What do you mean? How do you know? What then? from driveyourselfsane.com
Articles on General Semantics from the European Society for General Semantics.
Ivor Cutler - I believe in bugs Lying in the silken ground one day, I shall sense the buggies wriggle as they eat me away, Singing “I believe in bugs, I truly believe in bugs, I truly believe in bugs…” (born January 15 1923; died March 3 2006)
This post originally appeared on compendiumdev.co.uk but I moved it here as it seemed more Evil Testery
MS Excel, and spreadsheets in general, are the testers friend. I have written up some notes about how to use Excel and VBA to generate test data.
Moved to github.com/eviltester/XML-EXCEL-Test-Data-Generator
Find it on [amazon.uk] [amazon.com]
A book review of the Children’s Software Testing Classic “I Am A Bug” by Rob Sabourin, suitable for everyone.
Words, and how they affect cognition, perception, state and action, interest me. I wanted to experiment with a less linear and more diagrammatic communication format, so… I thought, and I drew, and I experimented, and I turned a textual blog entry into a single page of diagrams and boxed out text.
Words, and how they affect cognition, perception, state and action, interest me. And that is one of the reasons why I continue to study NLP, and General Semantics (ESGS,IGS).
Back in 2004, Danny Faught and I collaborated on an article for Better Software, about how to use tools when you have no budget, or people will not let you install anything. The article was entitled “Being Resourceful when your hands are tied”.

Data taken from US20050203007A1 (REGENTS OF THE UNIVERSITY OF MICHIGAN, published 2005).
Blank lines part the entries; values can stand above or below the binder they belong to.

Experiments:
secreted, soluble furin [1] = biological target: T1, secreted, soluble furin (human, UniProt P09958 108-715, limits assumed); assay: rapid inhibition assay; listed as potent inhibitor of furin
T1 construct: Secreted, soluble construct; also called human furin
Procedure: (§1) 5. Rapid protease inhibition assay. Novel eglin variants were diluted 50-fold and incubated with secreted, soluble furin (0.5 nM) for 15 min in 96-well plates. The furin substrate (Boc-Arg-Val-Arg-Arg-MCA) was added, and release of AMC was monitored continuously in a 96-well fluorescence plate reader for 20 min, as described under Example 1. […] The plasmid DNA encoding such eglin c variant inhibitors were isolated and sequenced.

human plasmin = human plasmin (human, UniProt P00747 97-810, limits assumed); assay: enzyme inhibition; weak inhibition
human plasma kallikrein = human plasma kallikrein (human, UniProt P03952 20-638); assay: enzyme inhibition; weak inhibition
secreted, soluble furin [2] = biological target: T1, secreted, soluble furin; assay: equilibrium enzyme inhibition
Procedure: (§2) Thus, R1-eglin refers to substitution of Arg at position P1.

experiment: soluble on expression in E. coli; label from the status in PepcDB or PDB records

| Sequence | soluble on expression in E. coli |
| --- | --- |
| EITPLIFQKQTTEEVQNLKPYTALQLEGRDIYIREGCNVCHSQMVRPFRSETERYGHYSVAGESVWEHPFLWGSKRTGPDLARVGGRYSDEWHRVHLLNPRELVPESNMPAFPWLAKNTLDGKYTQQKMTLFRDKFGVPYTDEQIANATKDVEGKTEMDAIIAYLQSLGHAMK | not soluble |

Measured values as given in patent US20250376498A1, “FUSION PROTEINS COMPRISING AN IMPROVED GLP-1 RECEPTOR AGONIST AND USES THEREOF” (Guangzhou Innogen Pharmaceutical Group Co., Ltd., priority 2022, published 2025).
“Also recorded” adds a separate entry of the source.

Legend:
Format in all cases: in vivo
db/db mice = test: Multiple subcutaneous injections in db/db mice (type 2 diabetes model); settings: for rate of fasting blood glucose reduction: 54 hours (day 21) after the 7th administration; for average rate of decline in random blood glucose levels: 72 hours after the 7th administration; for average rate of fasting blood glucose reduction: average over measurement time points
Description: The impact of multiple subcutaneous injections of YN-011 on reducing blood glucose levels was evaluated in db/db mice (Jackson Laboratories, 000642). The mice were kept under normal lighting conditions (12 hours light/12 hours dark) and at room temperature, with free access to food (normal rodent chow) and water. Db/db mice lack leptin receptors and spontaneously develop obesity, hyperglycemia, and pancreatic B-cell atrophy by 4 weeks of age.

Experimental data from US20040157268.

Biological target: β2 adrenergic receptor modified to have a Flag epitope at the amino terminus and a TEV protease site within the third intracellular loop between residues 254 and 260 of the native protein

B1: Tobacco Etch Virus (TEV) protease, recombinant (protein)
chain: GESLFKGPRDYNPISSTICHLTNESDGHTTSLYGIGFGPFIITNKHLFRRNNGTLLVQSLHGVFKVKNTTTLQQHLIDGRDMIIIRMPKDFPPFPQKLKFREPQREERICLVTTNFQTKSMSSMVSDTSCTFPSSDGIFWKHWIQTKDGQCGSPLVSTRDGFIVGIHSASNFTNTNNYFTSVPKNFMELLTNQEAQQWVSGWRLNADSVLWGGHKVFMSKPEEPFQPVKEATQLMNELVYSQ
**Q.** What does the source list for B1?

I went through a process of self-evaluation to understand better how I test, how I think about testing and the tools I use. This paper discusses the tool strategies I use and is an introduction to the world of free and cheap tools available to help us do testing.
The tools in action The sessions in action A related stickyminds.com paper is Being Resourceful When Your Hands are Tied which was co-written with Danny Faught.
The January 2004 edition of Professional Tester contains an article about self education and practise. The article was entitled “Help Yourself”.
Requirements are a tricky business.
As testers, we know that a lot of the ‘finished’ requirements we see require investigation on our part to find out ‘how’ we can actually test them and to get to the core of what the requirement actually means.
We also know that the development process is notorious for claiming that users changed their requirements, and kept changing them as the development process continued. So structured processes prefer to avoid change, and extreme processes embrace change.
Wherein the TOTE (Test Operate Test Exit) model is used to explore the nature of feedback and abstraction of test phases
In 1960, George Miller proposed a model of Goal driven behavior which he titled T.O.T.E (Test operate test exit). This essay, maps the T.O.T.E model to Software Testing. Fig 1: The TOTE Model as a Graph
My understanding of TOTE is very simple. For this model to be valid we have to accept that the stimulus behind behavior is the achievement of a Goal.